It’s always difficult to interpret lap times from free practise. Only the teams know what fuel loads are in the cars, what the drivers are doing and why, and what the engineers are working on, so the order on Friday can mean nothing at all.
In Brazil, the Friday times mean even less. The track is very short, so the cars will appear closer together than they are in reality. There is also always the possibility of rain, which has the potential to upset the order. Rain is predicted on Saturday and Sunday.
Judging from the Friday times, McLaren and Red Bull seem to have the edge on everyone else. Ferrari are a little off the pace, and Mercedes appear to be reasonably close to Ferrari.
The track is an interesting one for set-up work. The first and third sectors are very fast, with quite a tight, twisty middle sector. The middle sector is generally not conducive to overtaking. The major overtaking places on the track are at the end of the start/finish straight into turn 1, and at the end of the next straight into turn 4.
The Mercedes pair of Rosberg and Schumacher were quickest in the third sector in FP2. This suggests that they are running a set-up that is more in favour of top speed than cornering speed. If either Schumacher or Rosberg were to get among the front-runners at the start, they would be very difficult to pass with such a set-up. This is a set-up that Schumacher has used very effectively earlier in the season, at Monza in particular.
Another team to watch for a similar strategy is Force India. They have historically been strong at high-speed tracks such as Spa and Monza, so expect them to be competitive in Sectors 1 and 3.
The back of the field will also be interesting to watch. Team Lotus have a new rear wing, which is designed for more efficient DRS. This should help them significantly in qualifying, where they can use DRS as much as they like. The practice times suggest that they have quite a margin over Virgin and HRT (about 1.7 seconds), and that they are reasonably close to the mid-field (about 0.6s slower than the fastest Williams). They could possibly make it into Q3 this afternoon.
It’s shaping up for a very interesting qualifying session. The close times at the front, improvements at the back, and possibility of rain all promise to yield some surprises.
Michael Schumacher returned to Formula 1 racing in 2010 after a “retirement” of 3 years. Sunday’s Brazilian Grand Prix will be the 38th of his second Formula 1 career, which thus far has not quite lived up to expectations. Yet it has still been a fantastic story for Formula 1, and still has the potential for success.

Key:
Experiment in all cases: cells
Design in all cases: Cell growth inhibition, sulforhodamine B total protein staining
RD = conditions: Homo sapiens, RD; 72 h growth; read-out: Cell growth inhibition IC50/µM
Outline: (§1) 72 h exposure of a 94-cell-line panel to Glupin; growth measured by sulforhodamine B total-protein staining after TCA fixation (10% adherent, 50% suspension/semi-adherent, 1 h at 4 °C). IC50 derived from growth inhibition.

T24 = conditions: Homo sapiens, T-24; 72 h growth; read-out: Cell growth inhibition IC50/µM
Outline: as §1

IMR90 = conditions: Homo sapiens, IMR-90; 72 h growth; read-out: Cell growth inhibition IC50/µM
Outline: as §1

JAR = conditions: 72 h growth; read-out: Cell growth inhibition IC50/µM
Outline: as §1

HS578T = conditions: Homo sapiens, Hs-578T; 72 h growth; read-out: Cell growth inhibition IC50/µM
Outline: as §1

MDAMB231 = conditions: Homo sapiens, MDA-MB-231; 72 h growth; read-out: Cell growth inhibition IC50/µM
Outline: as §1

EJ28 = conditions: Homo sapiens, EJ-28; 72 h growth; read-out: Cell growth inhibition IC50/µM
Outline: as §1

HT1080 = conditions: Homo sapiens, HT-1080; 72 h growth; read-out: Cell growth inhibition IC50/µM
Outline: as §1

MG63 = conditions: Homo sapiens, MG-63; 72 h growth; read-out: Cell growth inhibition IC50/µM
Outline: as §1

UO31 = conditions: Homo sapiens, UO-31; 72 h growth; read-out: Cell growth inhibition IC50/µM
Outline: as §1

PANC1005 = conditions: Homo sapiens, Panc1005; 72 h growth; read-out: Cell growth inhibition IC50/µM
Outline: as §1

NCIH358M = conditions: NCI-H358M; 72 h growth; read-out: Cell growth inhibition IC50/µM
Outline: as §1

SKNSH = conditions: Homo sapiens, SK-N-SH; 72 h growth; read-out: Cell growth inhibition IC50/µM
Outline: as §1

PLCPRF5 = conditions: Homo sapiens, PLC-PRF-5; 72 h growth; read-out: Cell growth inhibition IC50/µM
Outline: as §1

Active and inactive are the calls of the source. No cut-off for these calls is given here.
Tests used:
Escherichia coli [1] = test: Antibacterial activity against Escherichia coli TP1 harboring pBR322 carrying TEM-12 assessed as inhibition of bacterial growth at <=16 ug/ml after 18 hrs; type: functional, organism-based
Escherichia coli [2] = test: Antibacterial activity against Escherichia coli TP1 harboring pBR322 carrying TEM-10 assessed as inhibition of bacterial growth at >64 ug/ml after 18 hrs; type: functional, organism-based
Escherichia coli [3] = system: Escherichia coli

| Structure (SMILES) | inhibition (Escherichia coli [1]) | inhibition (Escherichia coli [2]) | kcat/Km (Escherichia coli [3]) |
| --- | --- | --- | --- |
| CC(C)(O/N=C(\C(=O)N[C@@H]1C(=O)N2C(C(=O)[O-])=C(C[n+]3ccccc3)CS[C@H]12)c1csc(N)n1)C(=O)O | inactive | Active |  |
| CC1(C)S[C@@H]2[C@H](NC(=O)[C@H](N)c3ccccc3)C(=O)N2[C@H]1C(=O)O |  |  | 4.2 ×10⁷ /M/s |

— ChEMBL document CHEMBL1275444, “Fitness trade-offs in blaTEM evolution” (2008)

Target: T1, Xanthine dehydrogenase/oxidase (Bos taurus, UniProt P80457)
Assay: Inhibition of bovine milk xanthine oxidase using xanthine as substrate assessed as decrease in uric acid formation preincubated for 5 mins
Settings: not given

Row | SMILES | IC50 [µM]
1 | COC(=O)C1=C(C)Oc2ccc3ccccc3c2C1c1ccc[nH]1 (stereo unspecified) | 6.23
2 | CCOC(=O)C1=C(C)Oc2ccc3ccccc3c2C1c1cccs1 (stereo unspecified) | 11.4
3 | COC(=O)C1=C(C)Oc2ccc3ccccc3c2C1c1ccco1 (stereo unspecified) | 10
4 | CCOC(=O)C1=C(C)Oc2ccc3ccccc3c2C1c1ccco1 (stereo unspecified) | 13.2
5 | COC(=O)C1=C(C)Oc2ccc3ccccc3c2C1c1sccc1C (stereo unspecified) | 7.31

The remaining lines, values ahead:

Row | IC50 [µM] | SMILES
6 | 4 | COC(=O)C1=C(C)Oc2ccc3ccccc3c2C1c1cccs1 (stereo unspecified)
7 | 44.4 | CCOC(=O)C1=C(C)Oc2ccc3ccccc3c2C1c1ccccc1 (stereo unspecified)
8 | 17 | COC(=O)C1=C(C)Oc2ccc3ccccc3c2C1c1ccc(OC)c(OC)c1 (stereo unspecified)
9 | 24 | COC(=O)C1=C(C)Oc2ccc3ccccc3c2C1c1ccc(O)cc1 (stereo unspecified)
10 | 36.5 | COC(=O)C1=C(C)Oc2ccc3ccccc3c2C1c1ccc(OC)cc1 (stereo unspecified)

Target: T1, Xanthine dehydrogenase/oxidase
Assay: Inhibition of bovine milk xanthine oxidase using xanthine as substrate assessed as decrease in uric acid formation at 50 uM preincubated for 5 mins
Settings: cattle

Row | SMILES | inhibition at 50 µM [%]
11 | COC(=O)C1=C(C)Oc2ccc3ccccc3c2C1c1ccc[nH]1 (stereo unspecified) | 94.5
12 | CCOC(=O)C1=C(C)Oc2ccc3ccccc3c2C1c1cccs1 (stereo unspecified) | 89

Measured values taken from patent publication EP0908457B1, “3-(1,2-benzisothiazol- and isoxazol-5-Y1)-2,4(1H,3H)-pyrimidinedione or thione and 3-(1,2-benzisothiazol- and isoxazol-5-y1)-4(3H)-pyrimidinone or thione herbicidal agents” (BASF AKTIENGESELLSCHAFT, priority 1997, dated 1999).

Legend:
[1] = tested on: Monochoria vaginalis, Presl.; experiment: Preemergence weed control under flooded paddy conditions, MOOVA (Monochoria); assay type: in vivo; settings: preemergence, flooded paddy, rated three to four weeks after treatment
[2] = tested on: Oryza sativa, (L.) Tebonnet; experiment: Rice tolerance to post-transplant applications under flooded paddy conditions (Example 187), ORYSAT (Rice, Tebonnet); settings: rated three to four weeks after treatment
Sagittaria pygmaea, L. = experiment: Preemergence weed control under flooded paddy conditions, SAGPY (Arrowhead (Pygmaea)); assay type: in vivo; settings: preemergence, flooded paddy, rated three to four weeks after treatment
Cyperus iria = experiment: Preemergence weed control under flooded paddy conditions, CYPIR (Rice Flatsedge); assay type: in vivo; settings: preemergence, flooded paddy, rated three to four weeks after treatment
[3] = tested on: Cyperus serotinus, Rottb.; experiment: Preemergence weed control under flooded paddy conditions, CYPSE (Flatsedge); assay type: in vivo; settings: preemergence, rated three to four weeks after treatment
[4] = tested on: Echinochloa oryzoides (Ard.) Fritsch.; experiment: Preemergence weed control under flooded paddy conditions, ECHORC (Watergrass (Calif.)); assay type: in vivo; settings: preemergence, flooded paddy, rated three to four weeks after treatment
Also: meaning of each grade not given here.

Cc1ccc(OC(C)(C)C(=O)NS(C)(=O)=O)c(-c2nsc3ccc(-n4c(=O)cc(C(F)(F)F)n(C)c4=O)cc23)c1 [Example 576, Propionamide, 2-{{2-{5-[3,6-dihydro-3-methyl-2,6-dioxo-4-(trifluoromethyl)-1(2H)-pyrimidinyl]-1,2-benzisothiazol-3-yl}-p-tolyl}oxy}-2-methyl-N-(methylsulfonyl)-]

It was hoped when he returned that Schumacher would immediately be back at the top of Formula 1. He was expected to out-pace team-mate Nico Rosberg, to fight for victories, and to be a championship contender. None of those things happened in 2010. He was soundly beaten by Rosberg throughout the season, did not appear on the podium at all, and finished 9th in the championship (his worst ever result in a full season of racing).
2011 has seen a quicker, better-adapted Michael Schumacher. The car is still off the pace, as it was in 2010, but this year he has used it to much greater effect. In the races, that is. Qualifying remains an area that needs improvement. This year he has fought well against the likes of Hamilton (who is driving a much faster car), beaten team-mate Rosberg a few times, and currently lies 8th in the championship, only 7 points behind his team-mate.
Though 2011 has clearly been a better year, Schumacher still has not stood on the podium (although he came heart-breakingly close in Canada, where the old Schumacher showed himself briefly), has not taken a pole position, and has not been seen by the front of the field as a serious contender for race victories or the championship.
Yet, despite the apparent lack of success since his comeback, Schumacher is still enthusiastic, still working hard with and for his team, and still racing for all he’s worth. He is demonstrating one of the keys to his enormous success, and that is his professionalism. He committed to the task of winning with Mercedes, and he will not rest until that is achieved. As an avid Schumacher fan, I sincerely hope it works out for him. It would be wonderful for Formula 1 to have Schumacher back on the top step of the podium. Sport needs great stories, and Schumacher has the potential to create one. Here’s looking forward to 2012.